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French Officers Will Testify Before the Tribunal

Tribunal Update 68: Last Week in The Hague (March 16-21, 1998)

French Defence Minister, Alain Richard, had accused the Tribunal of making justice into a "spectacle" and threatened that French officers would "never testify at The Hague." Chief Prosecutor Louise Arbour responded with a claim that the French sector of SFOR in Eastern Bosnia had been turned into a kind of "safe haven" for the accused war criminals, who walk freely in front of French soldiers.

Vedrine described relations between Paris and the Tribunal as "excellent," however, and announced that French officers and other officials would "certainly" testify in The Hague, and would not require "any special rules" that would apply only to French witnesses.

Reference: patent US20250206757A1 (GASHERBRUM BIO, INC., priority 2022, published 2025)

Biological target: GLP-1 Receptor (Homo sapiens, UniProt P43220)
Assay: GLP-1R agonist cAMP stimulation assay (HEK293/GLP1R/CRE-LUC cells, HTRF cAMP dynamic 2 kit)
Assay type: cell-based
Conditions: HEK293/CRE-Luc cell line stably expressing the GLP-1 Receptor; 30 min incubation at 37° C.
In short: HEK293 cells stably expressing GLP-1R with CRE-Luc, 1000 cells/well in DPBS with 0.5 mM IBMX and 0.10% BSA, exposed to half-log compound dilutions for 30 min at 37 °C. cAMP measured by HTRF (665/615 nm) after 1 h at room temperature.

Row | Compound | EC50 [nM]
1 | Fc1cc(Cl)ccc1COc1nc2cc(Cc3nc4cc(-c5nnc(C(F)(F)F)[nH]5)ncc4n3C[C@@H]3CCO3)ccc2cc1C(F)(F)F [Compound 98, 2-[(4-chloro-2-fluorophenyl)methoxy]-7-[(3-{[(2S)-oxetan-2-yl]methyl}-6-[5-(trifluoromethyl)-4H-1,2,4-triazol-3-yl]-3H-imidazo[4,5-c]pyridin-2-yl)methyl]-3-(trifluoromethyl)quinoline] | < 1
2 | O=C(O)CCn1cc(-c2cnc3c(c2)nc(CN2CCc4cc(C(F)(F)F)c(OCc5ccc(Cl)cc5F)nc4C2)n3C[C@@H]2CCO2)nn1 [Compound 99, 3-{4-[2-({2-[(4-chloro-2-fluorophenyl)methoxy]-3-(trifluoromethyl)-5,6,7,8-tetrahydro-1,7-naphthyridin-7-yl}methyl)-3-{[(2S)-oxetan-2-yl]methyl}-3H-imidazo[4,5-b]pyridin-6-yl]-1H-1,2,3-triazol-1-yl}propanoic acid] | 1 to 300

He described last year's "misunderstandings" as "a normal discussion in which France raised a certain number of legitimate questions about the conditions and the procedure in the case of testimony by soldiers and officers who took part, under difficult conditions, in the UN peace operation in Bosnia, and who do not wish to be treated as suspects."

For her part, Arbour made it clear that she was "satisfied with the intention expressed by the French delegation that French military and officials would be authorised to testify before the Tribunal."

She particularly stressed that this would take place "within the framework of the Tribunal's Rules of Procedure and Evidence."